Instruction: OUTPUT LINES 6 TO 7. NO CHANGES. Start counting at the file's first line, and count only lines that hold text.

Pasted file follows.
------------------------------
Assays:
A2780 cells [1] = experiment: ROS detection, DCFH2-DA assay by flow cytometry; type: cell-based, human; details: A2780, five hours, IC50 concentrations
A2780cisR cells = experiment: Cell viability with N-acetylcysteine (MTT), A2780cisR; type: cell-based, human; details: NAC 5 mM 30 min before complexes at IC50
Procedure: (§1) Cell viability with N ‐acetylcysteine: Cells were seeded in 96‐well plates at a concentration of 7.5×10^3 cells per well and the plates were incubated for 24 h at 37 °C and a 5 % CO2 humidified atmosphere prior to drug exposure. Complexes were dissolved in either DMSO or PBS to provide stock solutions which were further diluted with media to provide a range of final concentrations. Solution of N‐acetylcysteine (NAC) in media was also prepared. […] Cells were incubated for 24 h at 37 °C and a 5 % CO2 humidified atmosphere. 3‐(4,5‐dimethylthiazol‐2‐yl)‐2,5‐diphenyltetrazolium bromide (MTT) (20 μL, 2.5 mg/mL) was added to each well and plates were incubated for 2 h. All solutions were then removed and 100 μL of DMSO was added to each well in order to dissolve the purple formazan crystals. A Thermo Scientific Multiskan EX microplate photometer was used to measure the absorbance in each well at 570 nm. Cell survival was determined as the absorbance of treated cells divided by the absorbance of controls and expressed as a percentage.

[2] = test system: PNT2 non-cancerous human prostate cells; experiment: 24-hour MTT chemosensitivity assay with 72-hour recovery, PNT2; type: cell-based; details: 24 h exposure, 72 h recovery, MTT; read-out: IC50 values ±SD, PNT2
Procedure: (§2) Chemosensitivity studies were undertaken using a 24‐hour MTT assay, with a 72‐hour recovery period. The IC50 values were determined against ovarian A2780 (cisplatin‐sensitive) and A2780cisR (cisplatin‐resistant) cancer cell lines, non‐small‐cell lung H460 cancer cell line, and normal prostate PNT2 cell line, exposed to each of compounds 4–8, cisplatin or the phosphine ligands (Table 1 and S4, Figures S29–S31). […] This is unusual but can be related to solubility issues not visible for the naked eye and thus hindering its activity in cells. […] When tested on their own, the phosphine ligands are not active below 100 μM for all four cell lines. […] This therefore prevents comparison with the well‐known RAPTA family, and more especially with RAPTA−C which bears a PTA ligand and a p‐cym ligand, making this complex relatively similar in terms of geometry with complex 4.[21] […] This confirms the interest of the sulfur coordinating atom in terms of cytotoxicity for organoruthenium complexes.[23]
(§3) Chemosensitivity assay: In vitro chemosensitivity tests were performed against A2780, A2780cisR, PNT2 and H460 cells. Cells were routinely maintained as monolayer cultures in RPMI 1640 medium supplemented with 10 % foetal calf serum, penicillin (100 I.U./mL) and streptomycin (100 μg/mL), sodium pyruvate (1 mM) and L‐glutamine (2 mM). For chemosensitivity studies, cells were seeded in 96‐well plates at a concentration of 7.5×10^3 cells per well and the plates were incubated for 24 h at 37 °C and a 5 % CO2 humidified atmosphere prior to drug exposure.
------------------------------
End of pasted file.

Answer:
Procedure: (§2) Chemosensitivity studies were undertaken using a 24‐hour MTT assay, with a 72‐hour recovery period. The IC50 values were determined against ovarian A2780 (cisplatin‐sensitive) and A2780cisR (cisplatin‐resistant) cancer cell lines, non‐small‐cell lung H460 cancer cell line, and normal prostate PNT2 cell line, exposed to each of compounds 4–8, cisplatin or the phosphine ligands (Table 1 and S4, Figures S29–S31). […] This is unusual but can be related to solubility issues not visible for the naked eye and thus hindering its activity in cells. […] When tested on their own, the phosphine ligands are not active below 100 μM for all four cell lines. […] This therefore prevents comparison with the well‐known RAPTA family, and more especially with RAPTA−C which bears a PTA ligand and a p‐cym ligand, making this complex relatively similar in terms of geometry with complex 4.[21] […] This confirms the interest of the sulfur coordinating atom in terms of cytotoxicity for organoruthenium complexes.[23]
(§3) Chemosensitivity assay: In vitro chemosensitivity tests were performed against A2780, A2780cisR, PNT2 and H460 cells. Cells were routinely maintained as monolayer cultures in RPMI 1640 medium supplemented with 10 % foetal calf serum, penicillin (100 I.U./mL) and streptomycin (100 μg/mL), sodium pyruvate (1 mM) and L‐glutamine (2 mM). For chemosensitivity studies, cells were seeded in 96‐well plates at a concentration of 7.5×10^3 cells per well and the plates were incubated for 24 h at 37 °C and a 5 % CO2 humidified atmosphere prior to drug exposure.